At the end of the pilot project it became clear that some international standard should be used as a foundation. We've been invited to help make choice between standards (we have experience in integration, but in the USA realm).

We have considered HL7 v2, HL7 v3 & FHIR and compared them with a custom API.

HL7 v2

At first sight, HL7 v2 looks to be the best candidate. This may be true for the United States, because there are plenty of working systems (HIS, EHR, LIS) already exchanging HL7 v2 messages. But the picture in Russia is different: most laboratory information systems are custom made and do not use HL7 v2. So the key argument for HL7 v2 is not valid, but all birth injuries of v2 come into play.

HL7 v2 protocol was evolved ad-hoc and we have archaic messages format, no built-in extensibility & machine-readable profiling/constraints and no future (standard in only-support/non-development stage).

Archaic messages format requires to implement awkward parsers and builders almost from scratch. Only Java & .Net developers could reuse HAPI and nHAPI libraries, but other popular platforms (node.js, erlang, php, python, ruby, etc) do not have convenient & robust libraries.

Absence of extensibility and profiling/constraints could be fixed using approach like LRI. But at least half of LRI is just fixes & patches for HL7 v2 bugs without bringing real value.

In summary: HL7 v2 requires a lot of meaningless work to deploy an obsolete standard.

HL7 v3 & CDA

Another candidate is HL7 v3 & CDA. There are two pro arguments: some of HL7 v3 standards are now normative in Russia and HL7 working group released in 2013 DSTU for laboratory orders & results.

HL7 v3 has a solid theoretical foundation and is designed for real semantic interoperability, but missed one important property — implementability. This could be illustrated by fact, that even until now there are no good implementation libraries. It also has heavy learning curve and is complex for implementers. HL7 v3 is not one standard, but deep stack of standards, so even localization of this standard looks time-consuming.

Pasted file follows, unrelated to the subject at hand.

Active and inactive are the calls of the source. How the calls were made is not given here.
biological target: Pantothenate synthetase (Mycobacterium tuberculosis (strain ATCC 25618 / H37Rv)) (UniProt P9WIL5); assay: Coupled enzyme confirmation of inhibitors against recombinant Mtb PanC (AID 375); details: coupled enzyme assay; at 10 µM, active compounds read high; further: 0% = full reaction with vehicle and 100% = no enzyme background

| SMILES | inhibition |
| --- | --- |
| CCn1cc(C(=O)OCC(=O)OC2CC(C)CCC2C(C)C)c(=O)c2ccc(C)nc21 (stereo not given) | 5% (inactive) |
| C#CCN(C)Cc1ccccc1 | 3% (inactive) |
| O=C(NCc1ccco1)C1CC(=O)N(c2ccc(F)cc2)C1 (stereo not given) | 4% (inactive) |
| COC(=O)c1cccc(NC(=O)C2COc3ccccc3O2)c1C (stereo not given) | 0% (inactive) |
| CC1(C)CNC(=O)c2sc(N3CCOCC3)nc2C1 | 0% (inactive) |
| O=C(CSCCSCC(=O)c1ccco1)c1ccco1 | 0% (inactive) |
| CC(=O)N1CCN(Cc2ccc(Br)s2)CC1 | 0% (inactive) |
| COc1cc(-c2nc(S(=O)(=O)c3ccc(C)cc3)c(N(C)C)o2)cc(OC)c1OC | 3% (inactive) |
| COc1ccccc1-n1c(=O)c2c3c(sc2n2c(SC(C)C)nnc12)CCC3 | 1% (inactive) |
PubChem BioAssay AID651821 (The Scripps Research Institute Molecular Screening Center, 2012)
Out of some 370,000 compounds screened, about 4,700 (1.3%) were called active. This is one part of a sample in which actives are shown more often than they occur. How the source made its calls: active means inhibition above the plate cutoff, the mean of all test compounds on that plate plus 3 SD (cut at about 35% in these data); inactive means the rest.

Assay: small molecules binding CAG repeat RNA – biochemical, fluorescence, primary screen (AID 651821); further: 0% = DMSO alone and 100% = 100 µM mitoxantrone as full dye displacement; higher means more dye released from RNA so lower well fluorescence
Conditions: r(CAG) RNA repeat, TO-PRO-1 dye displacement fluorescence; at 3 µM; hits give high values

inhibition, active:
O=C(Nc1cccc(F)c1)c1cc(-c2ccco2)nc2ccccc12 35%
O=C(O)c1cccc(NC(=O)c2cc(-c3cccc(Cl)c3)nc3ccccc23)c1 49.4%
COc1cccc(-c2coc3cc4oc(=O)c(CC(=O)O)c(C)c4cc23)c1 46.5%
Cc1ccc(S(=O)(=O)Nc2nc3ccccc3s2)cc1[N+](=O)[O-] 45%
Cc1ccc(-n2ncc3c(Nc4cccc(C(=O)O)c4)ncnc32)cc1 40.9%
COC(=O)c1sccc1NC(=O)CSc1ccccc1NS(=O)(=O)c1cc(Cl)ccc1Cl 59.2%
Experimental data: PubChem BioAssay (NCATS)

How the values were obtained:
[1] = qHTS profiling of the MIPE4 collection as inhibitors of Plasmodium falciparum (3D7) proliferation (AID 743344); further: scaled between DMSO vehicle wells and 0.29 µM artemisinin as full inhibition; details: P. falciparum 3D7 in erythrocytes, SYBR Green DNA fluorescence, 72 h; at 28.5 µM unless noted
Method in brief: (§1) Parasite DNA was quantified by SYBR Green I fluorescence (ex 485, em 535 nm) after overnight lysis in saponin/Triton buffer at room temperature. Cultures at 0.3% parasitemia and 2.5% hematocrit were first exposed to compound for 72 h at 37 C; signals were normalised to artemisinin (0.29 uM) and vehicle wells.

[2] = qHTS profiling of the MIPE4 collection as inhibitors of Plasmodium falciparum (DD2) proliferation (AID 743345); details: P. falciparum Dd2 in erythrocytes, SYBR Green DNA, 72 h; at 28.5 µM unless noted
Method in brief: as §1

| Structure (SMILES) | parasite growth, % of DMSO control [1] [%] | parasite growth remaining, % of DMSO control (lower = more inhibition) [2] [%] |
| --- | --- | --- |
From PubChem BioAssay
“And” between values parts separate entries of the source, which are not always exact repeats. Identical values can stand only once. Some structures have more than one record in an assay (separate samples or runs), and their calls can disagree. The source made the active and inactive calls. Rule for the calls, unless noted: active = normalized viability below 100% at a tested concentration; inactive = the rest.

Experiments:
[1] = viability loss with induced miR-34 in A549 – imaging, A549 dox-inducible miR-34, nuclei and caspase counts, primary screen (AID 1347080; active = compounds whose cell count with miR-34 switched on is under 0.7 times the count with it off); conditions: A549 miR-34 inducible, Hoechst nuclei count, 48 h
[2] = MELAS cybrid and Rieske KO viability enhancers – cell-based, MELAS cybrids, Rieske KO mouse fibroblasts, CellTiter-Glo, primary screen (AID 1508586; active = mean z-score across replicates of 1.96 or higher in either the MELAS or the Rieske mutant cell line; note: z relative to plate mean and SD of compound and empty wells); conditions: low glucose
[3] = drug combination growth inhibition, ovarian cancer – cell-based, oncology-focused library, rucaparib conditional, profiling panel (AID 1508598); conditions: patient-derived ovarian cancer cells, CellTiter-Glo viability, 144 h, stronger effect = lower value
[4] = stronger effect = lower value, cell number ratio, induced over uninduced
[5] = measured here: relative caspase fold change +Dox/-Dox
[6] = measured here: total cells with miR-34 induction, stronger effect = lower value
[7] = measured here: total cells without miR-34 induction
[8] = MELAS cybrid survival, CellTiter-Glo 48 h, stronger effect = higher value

The project has a deadline of about 6 months and it does not look realistic to use HL7 v3 & CDA to bootstrap it. All of this time will be spent on developer education.

FHIR

The next option is FHIR. This is a modern standard for fast interoperability. The standard is designed to find the right balance between needs of semantic healthcare information exchange and implementation complexity.

It has built-in extensibility & profiling and a good toolbox of libraries and services. FHIR allows you to implement only the required part of standard, which could dramatically simplify the project start and makes possible incremental addition of new features.

We've compared the custom API developed in the first iteration with the FHIR API and found almost a perfect match. To be FHIR compliant the current API should re-implement only a few resources: OrganizationPractitionerPatientEncounterDiagnosticOrderDiagnosticReport & Observation. Required business rules could be expressed as FHIR extensions. Laboratory, Hospital & Ambulatory systems could communicate with the bus via a REST API, using an available reference implementation and client libraries. Public FHIR services could be used as sandboxes for development. Health Samurai with the support of HL7 Russia already localized most of FHIR documentation.

Surely there are a lot of small technical questions, but we have to say that FHIR perfectly fits the needs and requirements of this project.

We hope that managers and decision makers will make the right choice with FHIR and achieve their goals.

Should you use FHIR resources as your data storage format?

ReAD MORE

The FHIR Guide for CTOs and technical leaders

ReAD MORE

FHIR and Machine Learning (ML)

ReAD MORE

Announcing the FHIRbase Dojo!

ReAD MORE

FHIR Starter 2018: Recap of the first FHIR conference in Eastern Europe

ReAD MORE

Using FHIR to Simplify Healthcare Application Development

ReAD MORE

FHIR: What's great, what isn't so good, and what it's not built to do

ReAD MORE

Moving Cardiovascular Disease Detection to the Cloud

ReAD MORE

FHIR Success Story: Narus Health Connects Patients, Families and Providers

ReAD MORE

Thoughts on the Duke University FHIR Applications Roundtable

ReAD MORE

Choosing Access Control Model for a Generic FHIR Server

ReAD MORE

Implementing FHIR in Dynamic Languages

ReAD MORE

Choosing FHIR for Laboratory Integration

ReAD MORE

Thoughts About Microservices

ReAD MORE

Meaningful Use Stage 3: ONC-certified API for your health care application

ReAD MORE

Transforming Healthcare IT

ReAD MORE

Starting a Health IT project with the FHIR standard at your healthcare organization

ReAD MORE

How do we build the best Convenient Healthcare Clinics?

ReAD MORE

Accelerating Healthcare Innovation with HL7 FHIR

ReAD MORE
1240 Rosecrans Ave Suite 120 Manhattan Beach, CA 90266 +1 (818) 731-1279
hello@health-samurai.io